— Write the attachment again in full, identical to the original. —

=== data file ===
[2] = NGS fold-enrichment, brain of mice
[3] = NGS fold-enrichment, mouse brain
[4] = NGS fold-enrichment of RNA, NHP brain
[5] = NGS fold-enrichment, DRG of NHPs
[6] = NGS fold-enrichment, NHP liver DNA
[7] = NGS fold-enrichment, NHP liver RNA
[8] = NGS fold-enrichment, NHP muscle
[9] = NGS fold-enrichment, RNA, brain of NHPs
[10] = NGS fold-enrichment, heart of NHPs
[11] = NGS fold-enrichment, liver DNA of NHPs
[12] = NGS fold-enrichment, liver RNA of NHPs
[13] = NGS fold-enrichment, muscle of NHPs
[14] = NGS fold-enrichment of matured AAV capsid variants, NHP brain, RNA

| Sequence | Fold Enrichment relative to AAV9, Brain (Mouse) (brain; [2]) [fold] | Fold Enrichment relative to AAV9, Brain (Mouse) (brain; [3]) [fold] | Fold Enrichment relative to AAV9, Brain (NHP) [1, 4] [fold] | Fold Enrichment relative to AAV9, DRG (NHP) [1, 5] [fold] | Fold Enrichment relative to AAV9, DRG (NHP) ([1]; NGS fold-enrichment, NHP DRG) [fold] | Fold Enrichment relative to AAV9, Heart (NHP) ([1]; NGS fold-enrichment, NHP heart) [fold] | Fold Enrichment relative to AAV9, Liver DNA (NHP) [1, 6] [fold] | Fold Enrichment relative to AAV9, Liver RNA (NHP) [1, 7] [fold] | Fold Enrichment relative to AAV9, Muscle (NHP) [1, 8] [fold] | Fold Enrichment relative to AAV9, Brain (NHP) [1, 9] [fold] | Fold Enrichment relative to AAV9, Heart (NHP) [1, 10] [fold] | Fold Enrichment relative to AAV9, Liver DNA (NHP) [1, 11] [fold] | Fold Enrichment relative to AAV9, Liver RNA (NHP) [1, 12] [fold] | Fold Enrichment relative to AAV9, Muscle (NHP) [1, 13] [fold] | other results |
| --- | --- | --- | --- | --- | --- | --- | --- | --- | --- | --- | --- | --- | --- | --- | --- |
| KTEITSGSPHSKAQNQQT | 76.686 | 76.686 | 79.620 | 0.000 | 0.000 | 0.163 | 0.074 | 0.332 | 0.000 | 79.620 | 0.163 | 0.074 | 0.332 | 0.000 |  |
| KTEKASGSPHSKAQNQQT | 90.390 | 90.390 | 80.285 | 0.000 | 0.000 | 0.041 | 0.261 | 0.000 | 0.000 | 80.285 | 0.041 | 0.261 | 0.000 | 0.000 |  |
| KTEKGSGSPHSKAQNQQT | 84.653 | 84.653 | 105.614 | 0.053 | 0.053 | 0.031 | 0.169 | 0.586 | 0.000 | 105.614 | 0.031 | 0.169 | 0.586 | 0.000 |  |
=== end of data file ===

[2] = NGS fold-enrichment, brain of mice
[3] = NGS fold-enrichment, mouse brain
[4] = NGS fold-enrichment of RNA, NHP brain
[5] = NGS fold-enrichment, DRG of NHPs
[6] = NGS fold-enrichment, NHP liver DNA
[7] = NGS fold-enrichment, NHP liver RNA
[8] = NGS fold-enrichment, NHP muscle
[9] = NGS fold-enrichment, RNA, brain of NHPs
[10] = NGS fold-enrichment, heart of NHPs
[11] = NGS fold-enrichment, liver DNA of NHPs
[12] = NGS fold-enrichment, liver RNA of NHPs
[13] = NGS fold-enrichment, muscle of NHPs
[14] = NGS fold-enrichment of matured AAV capsid variants, NHP brain, RNA

| Sequence | Fold Enrichment relative to AAV9, Brain (Mouse) (brain; [2]) [fold] | Fold Enrichment relative to AAV9, Brain (Mouse) (brain; [3]) [fold] | Fold Enrichment relative to AAV9, Brain (NHP) [1, 4] [fold] | Fold Enrichment relative to AAV9, DRG (NHP) [1, 5] [fold] | Fold Enrichment relative to AAV9, DRG (NHP) ([1]; NGS fold-enrichment, NHP DRG) [fold] | Fold Enrichment relative to AAV9, Heart (NHP) ([1]; NGS fold-enrichment, NHP heart) [fold] | Fold Enrichment relative to AAV9, Liver DNA (NHP) [1, 6] [fold] | Fold Enrichment relative to AAV9, Liver RNA (NHP) [1, 7] [fold] | Fold Enrichment relative to AAV9, Muscle (NHP) [1, 8] [fold] | Fold Enrichment relative to AAV9, Brain (NHP) [1, 9] [fold] | Fold Enrichment relative to AAV9, Heart (NHP) [1, 10] [fold] | Fold Enrichment relative to AAV9, Liver DNA (NHP) [1, 11] [fold] | Fold Enrichment relative to AAV9, Liver RNA (NHP) [1, 12] [fold] | Fold Enrichment relative to AAV9, Muscle (NHP) [1, 13] [fold] | other results |
| --- | --- | --- | --- | --- | --- | --- | --- | --- | --- | --- | --- | --- | --- | --- | --- |
| KTEITSGSPHSKAQNQQT | 76.686 | 76.686 | 79.620 | 0.000 | 0.000 | 0.163 | 0.074 | 0.332 | 0.000 | 79.620 | 0.163 | 0.074 | 0.332 | 0.000 |  |
| KTEKASGSPHSKAQNQQT | 90.390 | 90.390 | 80.285 | 0.000 | 0.000 | 0.041 | 0.261 | 0.000 | 0.000 | 80.285 | 0.041 | 0.261 | 0.000 | 0.000 |  |
| KTEKGSGSPHSKAQNQQT | 84.653 | 84.653 | 105.614 | 0.053 | 0.053 | 0.031 | 0.169 | 0.586 | 0.000 | 105.614 | 0.031 | 0.169 | 0.586 | 0.000 |  |